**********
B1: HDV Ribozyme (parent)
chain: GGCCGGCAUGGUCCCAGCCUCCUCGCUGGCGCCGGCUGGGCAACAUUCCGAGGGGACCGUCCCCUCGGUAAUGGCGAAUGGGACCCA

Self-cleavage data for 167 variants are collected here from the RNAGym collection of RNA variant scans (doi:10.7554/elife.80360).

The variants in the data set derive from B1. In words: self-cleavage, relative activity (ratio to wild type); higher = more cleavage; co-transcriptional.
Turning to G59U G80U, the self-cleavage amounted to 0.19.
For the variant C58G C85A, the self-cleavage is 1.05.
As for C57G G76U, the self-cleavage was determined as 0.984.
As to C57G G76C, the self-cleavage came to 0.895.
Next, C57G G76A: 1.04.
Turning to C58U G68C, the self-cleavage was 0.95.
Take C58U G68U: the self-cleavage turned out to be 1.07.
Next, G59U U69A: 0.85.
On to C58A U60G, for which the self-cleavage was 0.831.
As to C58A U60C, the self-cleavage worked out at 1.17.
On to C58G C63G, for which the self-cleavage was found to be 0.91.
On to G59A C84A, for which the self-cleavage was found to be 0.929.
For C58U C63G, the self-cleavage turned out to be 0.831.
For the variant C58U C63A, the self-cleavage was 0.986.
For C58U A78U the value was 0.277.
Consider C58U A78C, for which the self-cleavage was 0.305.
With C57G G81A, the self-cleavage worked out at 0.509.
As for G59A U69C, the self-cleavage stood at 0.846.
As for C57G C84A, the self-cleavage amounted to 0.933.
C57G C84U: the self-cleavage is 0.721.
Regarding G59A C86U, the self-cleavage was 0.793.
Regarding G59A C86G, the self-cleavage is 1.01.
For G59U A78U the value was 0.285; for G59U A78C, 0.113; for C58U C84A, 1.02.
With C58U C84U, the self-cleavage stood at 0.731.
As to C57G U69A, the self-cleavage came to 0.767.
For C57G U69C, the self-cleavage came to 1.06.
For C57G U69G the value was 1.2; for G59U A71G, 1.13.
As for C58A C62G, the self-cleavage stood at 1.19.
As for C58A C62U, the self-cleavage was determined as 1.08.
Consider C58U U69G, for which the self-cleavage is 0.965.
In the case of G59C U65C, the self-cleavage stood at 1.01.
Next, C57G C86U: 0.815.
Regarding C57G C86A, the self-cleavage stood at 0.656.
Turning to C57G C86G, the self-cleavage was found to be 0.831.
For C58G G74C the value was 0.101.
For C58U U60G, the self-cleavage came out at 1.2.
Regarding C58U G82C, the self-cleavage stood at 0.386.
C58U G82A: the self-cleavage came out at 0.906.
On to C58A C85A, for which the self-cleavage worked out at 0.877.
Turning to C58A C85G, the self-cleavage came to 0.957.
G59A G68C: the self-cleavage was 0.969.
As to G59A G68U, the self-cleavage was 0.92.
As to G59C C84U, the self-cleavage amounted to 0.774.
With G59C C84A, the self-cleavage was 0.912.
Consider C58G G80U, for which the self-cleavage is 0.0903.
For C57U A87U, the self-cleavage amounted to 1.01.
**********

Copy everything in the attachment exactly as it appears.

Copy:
B1: HDV Ribozyme (parent)
chain: GGCCGGCAUGGUCCCAGCCUCCUCGCUGGCGCCGGCUGGGCAACAUUCCGAGGGGACCGUCCCCUCGGUAAUGGCGAAUGGGACCCA

Self-cleavage data for 167 variants are collected here from the RNAGym collection of RNA variant scans (doi:10.7554/elife.80360).

The variants in the data set derive from B1. In words: self-cleavage, relative activity (ratio to wild type); higher = more cleavage; co-transcriptional.
Turning to G59U G80U, the self-cleavage amounted to 0.19.
For the variant C58G C85A, the self-cleavage is 1.05.
As for C57G G76U, the self-cleavage was determined as 0.984.
As to C57G G76C, the self-cleavage came to 0.895.
Next, C57G G76A: 1.04.
Turning to C58U G68C, the self-cleavage was 0.95.
Take C58U G68U: the self-cleavage turned out to be 1.07.
Next, G59U U69A: 0.85.
On to C58A U60G, for which the self-cleavage was 0.831.
As to C58A U60C, the self-cleavage worked out at 1.17.
On to C58G C63G, for which the self-cleavage was found to be 0.91.
On to G59A C84A, for which the self-cleavage was found to be 0.929.
For C58U C63G, the self-cleavage turned out to be 0.831.
For the variant C58U C63A, the self-cleavage was 0.986.
For C58U A78U the value was 0.277.
Consider C58U A78C, for which the self-cleavage was 0.305.
With C57G G81A, the self-cleavage worked out at 0.509.
As for G59A U69C, the self-cleavage stood at 0.846.
As for C57G C84A, the self-cleavage amounted to 0.933.
C57G C84U: the self-cleavage is 0.721.
Regarding G59A C86U, the self-cleavage was 0.793.
Regarding G59A C86G, the self-cleavage is 1.01.
For G59U A78U the value was 0.285; for G59U A78C, 0.113; for C58U C84A, 1.02.
With C58U C84U, the self-cleavage stood at 0.731.
As to C57G U69A, the self-cleavage came to 0.767.
For C57G U69C, the self-cleavage came to 1.06.
For C57G U69G the value was 1.2; for G59U A71G, 1.13.
As for C58A C62G, the self-cleavage stood at 1.19.
As for C58A C62U, the self-cleavage was determined as 1.08.
Consider C58U U69G, for which the self-cleavage is 0.965.
In the case of G59C U65C, the self-cleavage stood at 1.01.
Next, C57G C86U: 0.815.
Regarding C57G C86A, the self-cleavage stood at 0.656.
Turning to C57G C86G, the self-cleavage was found to be 0.831.
For C58G G74C the value was 0.101.
For C58U U60G, the self-cleavage came out at 1.2.
Regarding C58U G82C, the self-cleavage stood at 0.386.
C58U G82A: the self-cleavage came out at 0.906.
On to C58A C85A, for which the self-cleavage worked out at 0.877.
Turning to C58A C85G, the self-cleavage came to 0.957.
G59A G68C: the self-cleavage was 0.969.
As to G59A G68U, the self-cleavage was 0.92.
As to G59C C84U, the self-cleavage amounted to 0.774.
With G59C C84A, the self-cleavage was 0.912.
Consider C58G G80U, for which the self-cleavage is 0.0903.
For C57U A87U, the self-cleavage amounted to 1.01.